Endangered Language Alliance
Bishnupriya Manipuri is classified as an Eastern Indo-Aryan language, related to such major regional languages as Bengali and Assamese. The label “Manipuri” is due to the origins of the language in the Indian state of Manipur, from which speakers had to flee during political and ethnic upheavals of the 18th and 19th centuries. Notably, speakers of the language appear to have had prolonged contact with Meitei, a Tibeto-Burman language (sometimes called Manipuri), and so Bishnupriya, although clearly Indo-Aryan, has picked up Tibeto-Burman features as well. Two dialects have been identified, Madai Gang “Queen’s village” and Rajar Gang “King’s village”, the first of which shows more influence from Tibeto-Burman Meithei, though they are apparently mutually intelligible to a significant degree. Madai Gang is more akin to Assamese and Meitei, whereas Rajar Gang is more akin to Bengali.
It was thought by many that Bishnupriya Manipuri would not withstand these pressures. Today, however, Bishnupriya Manipuri is recognized by the Indian state governments of Assam and Tripura, and the language is used in primary education in these two states. Local and national television stations have featured Bishnupriya, as have radio stations, print media, and other formats. There is also significant activity with new media and new technologies, with language activists using Wikipedia, Facebook, and other platforms. The language has a significant and ongoing written tradition, employing the Bengali alphabet. Nonetheless, the emigration of Bishnupriya people and the adoption of major languages such as Bengali, Assamese, Hindi, and English may have long-term repercussions for the language.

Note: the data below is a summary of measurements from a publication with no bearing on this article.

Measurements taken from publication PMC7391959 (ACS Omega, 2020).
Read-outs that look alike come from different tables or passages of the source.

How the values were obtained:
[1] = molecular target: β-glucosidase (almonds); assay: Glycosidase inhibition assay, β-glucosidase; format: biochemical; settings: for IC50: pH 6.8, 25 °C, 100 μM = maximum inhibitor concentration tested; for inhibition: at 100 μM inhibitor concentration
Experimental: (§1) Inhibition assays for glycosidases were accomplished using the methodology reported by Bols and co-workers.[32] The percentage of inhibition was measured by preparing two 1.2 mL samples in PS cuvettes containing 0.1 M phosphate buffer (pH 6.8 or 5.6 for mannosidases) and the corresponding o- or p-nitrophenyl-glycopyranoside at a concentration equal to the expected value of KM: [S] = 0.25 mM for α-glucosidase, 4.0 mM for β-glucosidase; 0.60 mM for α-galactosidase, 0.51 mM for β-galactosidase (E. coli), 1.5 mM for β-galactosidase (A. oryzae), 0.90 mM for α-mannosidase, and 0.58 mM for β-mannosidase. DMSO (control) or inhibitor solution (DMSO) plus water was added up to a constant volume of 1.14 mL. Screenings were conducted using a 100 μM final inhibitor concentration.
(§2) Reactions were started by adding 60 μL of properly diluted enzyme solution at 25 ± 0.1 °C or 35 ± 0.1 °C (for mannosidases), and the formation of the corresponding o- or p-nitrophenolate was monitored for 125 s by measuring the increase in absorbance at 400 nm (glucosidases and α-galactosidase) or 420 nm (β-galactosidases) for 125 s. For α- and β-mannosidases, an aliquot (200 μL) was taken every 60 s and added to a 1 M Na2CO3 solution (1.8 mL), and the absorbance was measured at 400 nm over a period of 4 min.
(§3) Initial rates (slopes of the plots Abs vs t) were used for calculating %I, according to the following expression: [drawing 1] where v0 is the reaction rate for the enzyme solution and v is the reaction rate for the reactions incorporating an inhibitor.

The following is a collection of words and phrases in Bishnupriya Manipuri made by Daniel Kaufman in collaboration with Uttam Singha: